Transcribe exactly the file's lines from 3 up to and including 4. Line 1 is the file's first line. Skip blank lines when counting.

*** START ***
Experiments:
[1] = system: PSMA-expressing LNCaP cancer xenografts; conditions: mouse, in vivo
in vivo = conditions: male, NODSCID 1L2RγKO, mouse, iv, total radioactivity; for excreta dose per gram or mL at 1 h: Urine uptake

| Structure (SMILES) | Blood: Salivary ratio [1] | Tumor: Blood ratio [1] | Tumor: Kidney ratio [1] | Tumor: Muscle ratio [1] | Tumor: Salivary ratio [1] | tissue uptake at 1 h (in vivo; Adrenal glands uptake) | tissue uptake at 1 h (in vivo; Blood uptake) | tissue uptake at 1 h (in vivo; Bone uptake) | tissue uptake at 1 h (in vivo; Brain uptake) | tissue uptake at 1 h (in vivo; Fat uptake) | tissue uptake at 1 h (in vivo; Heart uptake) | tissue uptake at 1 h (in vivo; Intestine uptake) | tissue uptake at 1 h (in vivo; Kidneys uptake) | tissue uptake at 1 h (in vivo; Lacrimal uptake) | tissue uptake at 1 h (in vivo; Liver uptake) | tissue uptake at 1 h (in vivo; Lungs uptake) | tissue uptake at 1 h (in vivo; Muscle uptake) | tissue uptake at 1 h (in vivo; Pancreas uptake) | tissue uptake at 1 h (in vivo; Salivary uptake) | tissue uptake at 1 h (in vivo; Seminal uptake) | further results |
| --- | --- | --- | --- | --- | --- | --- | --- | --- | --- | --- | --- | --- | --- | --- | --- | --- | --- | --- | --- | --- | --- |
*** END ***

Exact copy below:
in vivo = conditions: male, NODSCID 1L2RγKO, mouse, iv, total radioactivity; for excreta dose per gram or mL at 1 h: Urine uptake

| Structure (SMILES) | Blood: Salivary ratio [1] | Tumor: Blood ratio [1] | Tumor: Kidney ratio [1] | Tumor: Muscle ratio [1] | Tumor: Salivary ratio [1] | tissue uptake at 1 h (in vivo; Adrenal glands uptake) | tissue uptake at 1 h (in vivo; Blood uptake) | tissue uptake at 1 h (in vivo; Bone uptake) | tissue uptake at 1 h (in vivo; Brain uptake) | tissue uptake at 1 h (in vivo; Fat uptake) | tissue uptake at 1 h (in vivo; Heart uptake) | tissue uptake at 1 h (in vivo; Intestine uptake) | tissue uptake at 1 h (in vivo; Kidneys uptake) | tissue uptake at 1 h (in vivo; Lacrimal uptake) | tissue uptake at 1 h (in vivo; Liver uptake) | tissue uptake at 1 h (in vivo; Lungs uptake) | tissue uptake at 1 h (in vivo; Muscle uptake) | tissue uptake at 1 h (in vivo; Pancreas uptake) | tissue uptake at 1 h (in vivo; Salivary uptake) | tissue uptake at 1 h (in vivo; Seminal uptake) | further results |